Realist, not conformist analysis of the latest financial, business and political news

No, Really, Humans Eated The Megafauna Into Extinction

The Observer gives us a listing of five megafauna that are, sadly, no longer with us. Well, actually, with Megalodon we’re probably rather happy they’re not. Sharks four times the size of Great Whites would make surfing a more than unusually exciting pastime.

The interesting thing about their list is that of the five it’s us humans that ate the four non-Megalodons into extinction. So much for that idea of the naive human hunter gatherer living in harmony with nature, eh?

[perfectpullquote align=”full” bordertop=”false” cite=”” link=”” color=”” class=”” size=””]Pachystruthio dmanisensis[/perfectpullquote]

We had a look at this one here:

[perfectpullquote align=”full” bordertop=”false” cite=”” link=”” color=”” class=”” size=””] Another marker to put down about the extinction of the varied megafuana. A lot of which went extinct just as human beings – or varied ancestors of – turned up in the same area. The usual bit being that we eated it. There is, sadly enough, a common misconception about our ancestors. Nature loving, that Rousseauesque fantasy of just drinking the clear water, munching on the acorns that fall unbidden. That humans don’t thrive on acorns matters not a whit to those who share this fantasy of an Elysian past. The truth being that humans – and proto- – were the most vicious beasts out there. That’s why we survived to thrive. It’s not just modern day humans who would scale down a cliff to throttle babbie seabirds for the pot after all. So too with the bargain bucket meal on legs just found. [/perfectpullquote]

As the Observer tells us:

[perfectpullquote align=”full” bordertop=”false” cite=”” link=”” color=”” class=”” size=””]The exact reason for Pachystruthio’s extinction is unknown, though it may have been due to some of the deadliest predators of the last ice age.[/perfectpullquote]

That’s us of course. And then there’s:

[perfectpullquote align=”full” bordertop=”false” cite=”” link=”” color=”” class=”” size=””]Glyptodon[/perfectpullquote]

Which wasn’t so much tasty as:

[perfectpullquote align=”full” bordertop=”false” cite=”” link=”” color=”” class=”” size=””]Evidence suggests they were driven to extinction by a combination of climate change and hunting, as humans used their shells for shelters.[/perfectpullquote]

And the:

[perfectpullquote align=”full” bordertop=”false” cite=”” link=”” color=”” class=”” size=””]Short-faced bear[/perfectpullquote]

Which:

[perfectpullquote align=”full” bordertop=”false” cite=”” link=”” color=”” class=”” size=””]Competition from other species, including humans, is thought to have played a part in its disappearance.[/perfectpullquote]

And the:

[perfectpullquote align=”full” bordertop=”false” cite=”” link=”” color=”” class=”” size=””]Mammoth[/perfectpullquote] [perfectpullquote align=”full” bordertop=”false” cite=”” link=”” color=”” class=”” size=””]The woolly mammoth is the best-known of the species, and evidence suggests that small populations survived in North America until approximately 10,500 to 7,600 years ago. They could grow up to 4 metres in height and weigh 6,000kg. Extensive hunting by humans and a lack of genetic diversity pushed this relative of the elephant to extinction.[/perfectpullquote]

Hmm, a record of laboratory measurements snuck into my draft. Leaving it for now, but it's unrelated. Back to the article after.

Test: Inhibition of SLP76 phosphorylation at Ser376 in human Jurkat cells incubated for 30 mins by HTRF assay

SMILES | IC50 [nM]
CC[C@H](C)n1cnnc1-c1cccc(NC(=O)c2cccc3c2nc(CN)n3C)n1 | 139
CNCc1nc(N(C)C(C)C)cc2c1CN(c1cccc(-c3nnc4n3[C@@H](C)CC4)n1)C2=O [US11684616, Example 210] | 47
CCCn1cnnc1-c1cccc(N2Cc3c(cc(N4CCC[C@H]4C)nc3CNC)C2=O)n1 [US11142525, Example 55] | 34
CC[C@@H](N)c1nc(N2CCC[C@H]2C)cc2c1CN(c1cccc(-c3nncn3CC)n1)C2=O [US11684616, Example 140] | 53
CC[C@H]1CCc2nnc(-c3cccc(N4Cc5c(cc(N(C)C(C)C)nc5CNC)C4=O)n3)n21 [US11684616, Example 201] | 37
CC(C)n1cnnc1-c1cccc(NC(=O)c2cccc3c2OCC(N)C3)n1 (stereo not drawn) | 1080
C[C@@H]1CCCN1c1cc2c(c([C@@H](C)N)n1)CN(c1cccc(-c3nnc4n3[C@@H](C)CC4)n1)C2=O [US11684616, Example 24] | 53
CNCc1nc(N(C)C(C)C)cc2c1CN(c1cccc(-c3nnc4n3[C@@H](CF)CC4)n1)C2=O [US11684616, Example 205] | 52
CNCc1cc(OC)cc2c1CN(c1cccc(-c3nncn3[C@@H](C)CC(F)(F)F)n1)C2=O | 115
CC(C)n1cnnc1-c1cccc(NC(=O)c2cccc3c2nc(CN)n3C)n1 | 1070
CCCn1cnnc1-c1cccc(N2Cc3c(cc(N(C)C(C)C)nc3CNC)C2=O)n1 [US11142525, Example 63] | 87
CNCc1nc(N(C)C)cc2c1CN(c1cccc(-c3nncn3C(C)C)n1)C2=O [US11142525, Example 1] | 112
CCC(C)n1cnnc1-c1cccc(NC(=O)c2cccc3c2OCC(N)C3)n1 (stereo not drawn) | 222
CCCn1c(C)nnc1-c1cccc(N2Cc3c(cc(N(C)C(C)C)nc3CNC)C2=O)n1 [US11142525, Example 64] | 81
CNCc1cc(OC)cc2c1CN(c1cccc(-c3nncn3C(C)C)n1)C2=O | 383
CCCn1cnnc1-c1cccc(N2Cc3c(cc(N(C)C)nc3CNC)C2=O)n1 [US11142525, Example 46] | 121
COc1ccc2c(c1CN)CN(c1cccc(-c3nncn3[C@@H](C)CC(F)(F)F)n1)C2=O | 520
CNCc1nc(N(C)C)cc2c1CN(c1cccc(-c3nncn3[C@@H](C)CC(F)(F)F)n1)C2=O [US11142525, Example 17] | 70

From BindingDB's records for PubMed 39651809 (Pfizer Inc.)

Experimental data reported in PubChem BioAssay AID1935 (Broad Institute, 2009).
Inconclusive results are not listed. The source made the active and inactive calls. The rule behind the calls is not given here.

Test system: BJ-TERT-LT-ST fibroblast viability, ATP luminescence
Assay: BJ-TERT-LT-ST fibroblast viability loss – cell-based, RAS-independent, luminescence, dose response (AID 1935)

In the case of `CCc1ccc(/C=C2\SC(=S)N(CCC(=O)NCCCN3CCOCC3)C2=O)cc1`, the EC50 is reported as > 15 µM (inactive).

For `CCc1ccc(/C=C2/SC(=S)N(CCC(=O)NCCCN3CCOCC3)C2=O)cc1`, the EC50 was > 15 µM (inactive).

You see the link here? Ancient humans didn’t in fact live at one with nature. They viewed it as lunch on the hoof. So much for that harmony with Gaia shtick then.

0 0 votes
Article Rating
Total
0
Shares
Subscribe
Notify of
guest
6 Comments
Oldest
Newest Most Voted
Inline Feedbacks
View all comments
Matt Ryan
Matt Ryan
2 years ago

Our links with ancient humans will be remade soon – when we are back discovering fire as we have long outages on electricity and people find their central heating boilers don’t work.

Dodgy Geezer
Dodgy Geezer
2 years ago

Hmm…total world human population at this time is estimated at around 4m – and that didn’t change very much until the first civilisations took off around 2000BC. Even then, we are talking about 200m by the year 0.

There were VERY FEW humans throughout the period when these animals went extinct. I would venture that few mammoths, for instance, ever saw a human. Environmentalists are so fond of misunderstanding time lines…

Rhoda Klapp
Rhoda Klapp
2 years ago

Why would they chase the great big buggers when there were, were bound to be, smaller things? Most hunting animals get their victims from species smaller than they are. This is not to say you wouldn’t eat a mammoth if the opportunity presented, but that there were easier kills.

Boganboy
Boganboy
2 years ago
Reply to  Rhoda Klapp

The main place where the megafauna survive is Africa. I’d argue that this is because humans and megafauna co-evolved there, so the megafauna had time to adapt. You’ll have noticed that today even diseases find it hard to adapt to human technological change. As for the non-African parts of the world, I’d imagine it was something like here in Oz, where the aboriginals would hunt by starting bush fires. Of course this would result in a wholesale massacre of those animals which couldn’t adapt to much more frequent fires. But at least the hunters’d get a full stomach. I know… Read more »

Quentin Vole
Quentin Vole
2 years ago
Reply to  Rhoda Klapp

It’s a lot easier to kill a rabbit than a mammoth, but first you have to catch the little bugger. You need a tribe to kill a mammoth, but it will feed the tribe for a week.

TD
TD
2 years ago
Reply to  Rhoda Klapp

Mammoth remains have been found with spear tips in their bones – often their vertebrae. So, they did hunt the critters. Primitive men using spears or arrows regularly hunted animals bigger than they were – buffalo, many deer species, even whales.

6
0
Would love your thoughts, please comment.x
()
x